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Darwinian Tensions.

By Anthony O’Hear

All Evolutionists Now

darwincardIN A BROAD SENSE, I suppose, we all accept evolution, if by ‘we’ we mean anyone likely to be reading this. Of course, if ‘we’ includes the whole world, we all don’t; and many who do accept the theory of evolution probably have only the vaguest notion of why they should. How much this matters is another question, but quite clearly to anyone who looks at the evidence without any preconceptions it is hard not to think that life on earth has come about through evolutionary processes. In particular, all that we know of geology and its related disciplines tells us that the earth is very old, and has itself been subject to a process of continuous development. From the fossil record we can also conclude that life itself is very old, and that its earliest forms were very simple compared to much of what we see around us to-day. We also see evidence of species long since extinct. Then, from biology and from the remains of older, now extinct forms of life, we see remarkable similarities among natural forms and their embryos, which strongly suggest common ancestries. We know from experiments and observations that a process very similar to what is described in evolutionary theory (to put it no stronger) actually does occur in the world to-day. From genetics and micro-biology we know a great deal about the mechanisms of hereditary transmission and about the relationships between genes and behaviour, and between genes and morphology. And no doubt there is much more and in very great detail which contributes most impressively to filling out the evolutionary picture and to its broad credibility.

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  1. Bob Puharic wrote:

    Well, I was disappointed in the article. It tries to take the objections of ID, reject them, but keep them while mapping them into some amorphous ‘morphogenetic analysis.’

    I’m a chemist, not a biologist, but I know non-science when I see it. While he talks about ‘survival’, he forgets evolution doesn’t care about survival. It cares about reproduction. He talks about ‘truth’ and ‘beauty’ as if these have scientific meanings. And he forgot that there IS a feedback mechanism in biology which takes the world into account. Darwin discovered it; it’s called ‘natural selection.’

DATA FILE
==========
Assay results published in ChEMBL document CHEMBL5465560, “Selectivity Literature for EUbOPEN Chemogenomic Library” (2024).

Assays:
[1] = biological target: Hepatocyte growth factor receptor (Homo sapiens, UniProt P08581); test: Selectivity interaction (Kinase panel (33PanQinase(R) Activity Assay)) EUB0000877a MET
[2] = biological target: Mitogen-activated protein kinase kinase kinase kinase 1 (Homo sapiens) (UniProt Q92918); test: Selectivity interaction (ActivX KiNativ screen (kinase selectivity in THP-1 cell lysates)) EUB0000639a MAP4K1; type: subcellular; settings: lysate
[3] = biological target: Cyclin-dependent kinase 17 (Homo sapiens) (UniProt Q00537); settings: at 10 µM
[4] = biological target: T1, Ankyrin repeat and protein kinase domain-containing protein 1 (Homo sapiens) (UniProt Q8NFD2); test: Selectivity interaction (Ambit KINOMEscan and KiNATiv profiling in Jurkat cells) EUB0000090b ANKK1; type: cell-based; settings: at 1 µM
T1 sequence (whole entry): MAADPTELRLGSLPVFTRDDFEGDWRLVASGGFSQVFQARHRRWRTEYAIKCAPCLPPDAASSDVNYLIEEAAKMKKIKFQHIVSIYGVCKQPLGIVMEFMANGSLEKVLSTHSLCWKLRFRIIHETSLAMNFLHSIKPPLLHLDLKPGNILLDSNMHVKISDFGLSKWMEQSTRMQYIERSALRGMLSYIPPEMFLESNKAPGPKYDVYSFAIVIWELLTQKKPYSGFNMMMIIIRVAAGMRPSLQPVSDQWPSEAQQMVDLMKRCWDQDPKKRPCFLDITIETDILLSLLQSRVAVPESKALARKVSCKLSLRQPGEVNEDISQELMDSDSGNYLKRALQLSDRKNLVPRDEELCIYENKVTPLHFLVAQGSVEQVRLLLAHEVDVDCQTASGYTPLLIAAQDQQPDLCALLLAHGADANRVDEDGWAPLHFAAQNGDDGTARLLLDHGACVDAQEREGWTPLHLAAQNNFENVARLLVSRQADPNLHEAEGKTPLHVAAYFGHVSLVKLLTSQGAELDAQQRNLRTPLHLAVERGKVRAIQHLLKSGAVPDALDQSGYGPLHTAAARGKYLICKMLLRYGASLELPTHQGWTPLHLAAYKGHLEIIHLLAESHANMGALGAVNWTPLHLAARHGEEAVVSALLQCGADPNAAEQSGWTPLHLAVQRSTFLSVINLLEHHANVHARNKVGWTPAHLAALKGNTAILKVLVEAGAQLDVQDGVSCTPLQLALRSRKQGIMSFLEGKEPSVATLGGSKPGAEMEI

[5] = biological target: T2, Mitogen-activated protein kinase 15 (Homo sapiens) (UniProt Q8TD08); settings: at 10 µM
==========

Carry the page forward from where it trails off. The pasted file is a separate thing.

It’s too much to hope for, I guess that, when dealing with the human species, people keep trying to inject timeworn, and wrong, ideas into science. Science is radical in its simplicity. People object to that. And they do so without reason or justification.

    Thursday, 17 December 2009 at 19:00 | Permalink
  2. admin wrote:

    Anthony O’Hear replies: Bob Puharic correctly says that the notions of truth and beauty do not have scientific meanings. In a way this is to concede at least part of my argument, which was to suggest that to make sense of such notions we will have to go beyond the scientific. This, though, means that the question of the acceptability of scientific theories and their scope (i.e. their truth) is something which will take us beyond the scientific. So unless we are prepared to countenance considerations beyond the strictly scientific we are going to lose any justification for taking scientific theories (including evolution) as true or approximately true. As for evolution caring nothing for survival, it cares nothing for reproduction either, as it is not the sort of thing which can care. However there isn’t going to be any reproduction without a good bit of survival, so both seem to be required biologically.

    Tuesday, 22 December 2009 at 02:06 | Permalink

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